I’ve spent some time in the garage this winter. That’s what you do when the weather is crappy and you have an Esprit. It never made sense to me why the “wine and cheese” crowd like standing around art meadowlarking, but I think I get it now.

Instead of a Matherly, or a Gursky, I gaze euphorically at a Stephens interpretation of a Giugiaro, which sounds suitably arty and European. Instead of sipping a 2000 Branaire Drucu, I’m usually drinking soda, and instead of listening to Phillip Glass, I have the grouchy bark of a Type 918 engine to nod my head too.

If you actually LOOK at an Esprit, it’s more like a gallery of art inside a really cool building. An exhibition, if you will, of some unbelievably cool engineering, stuffed in an unbelievably pretty concept. There is an elegant minimalism to the interior. Just what a driver needs, nothing more, but done in leather as only the English can.

Things get more interesting when you dig a little. I love the clever touches, like how the deck lid struts double as an antenna, or how the master cylinder doubles for both the brakes and clutch service. Nothing wasted. However, it’s the 918, and the power plants before it that are really something. A few of them are blue. Mine is orange. I never got that one except that Lotus has always loved its “special editions”. They are all stunning. For an engine it is a remarkably clean looking thing. Most of the engines I have seen have all kinds of hoses and wires everywhere. Ancillaries clapped on seemingly at random. Not this lump. The 918 would make a cool coffee table, and I suppose a few of them have.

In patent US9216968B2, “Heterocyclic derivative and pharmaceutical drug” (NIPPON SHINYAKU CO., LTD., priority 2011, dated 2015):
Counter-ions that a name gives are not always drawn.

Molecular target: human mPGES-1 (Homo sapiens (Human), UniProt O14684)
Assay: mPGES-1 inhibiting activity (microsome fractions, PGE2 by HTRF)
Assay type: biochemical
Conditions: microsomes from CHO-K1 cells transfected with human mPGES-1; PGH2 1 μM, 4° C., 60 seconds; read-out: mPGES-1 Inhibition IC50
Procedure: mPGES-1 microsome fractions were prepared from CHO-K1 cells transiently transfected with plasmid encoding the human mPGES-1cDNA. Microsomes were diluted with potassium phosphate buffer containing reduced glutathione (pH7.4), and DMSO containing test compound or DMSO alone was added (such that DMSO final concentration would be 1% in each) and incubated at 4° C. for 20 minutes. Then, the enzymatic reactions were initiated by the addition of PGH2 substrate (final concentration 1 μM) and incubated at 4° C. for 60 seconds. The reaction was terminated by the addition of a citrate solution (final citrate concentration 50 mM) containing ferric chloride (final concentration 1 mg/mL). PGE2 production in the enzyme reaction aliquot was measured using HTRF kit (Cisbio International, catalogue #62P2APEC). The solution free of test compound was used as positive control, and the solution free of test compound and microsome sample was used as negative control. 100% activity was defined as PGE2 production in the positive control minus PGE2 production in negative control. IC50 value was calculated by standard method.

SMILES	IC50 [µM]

There are actually contributions from other artists as well. AP brakes, as a design, make most disc brakes look, well, medieval. The UN-1 gearbox (maligned by hacks) had a production life almost as long as the Esprit itself. That’s actually kind of phenomenal for a transmission. It all blends together seamlessly and elegantly.

The story of how this automobile survived is, (if you are a car guy) fabulously entertaining, and any fan of the car should invest in Jeremy Walton’s fantastic book “”Lotus Esprit-The Official Story”.


The really interesting bit to me is that this auto was composed by a group of people that are engineers first, aestheticists second. Things like carpeting, movable seats, and doors are traditionally viewed with contempt, and yet this auto is a very complete package. I am lucky to have it.

I suppose I will actually start driving this thing soon. The streets are clearing up, and the temperatures will soon be high enough that I have at least the rumor of grip, and these cars were built with the intention of being driven. I can’t wait.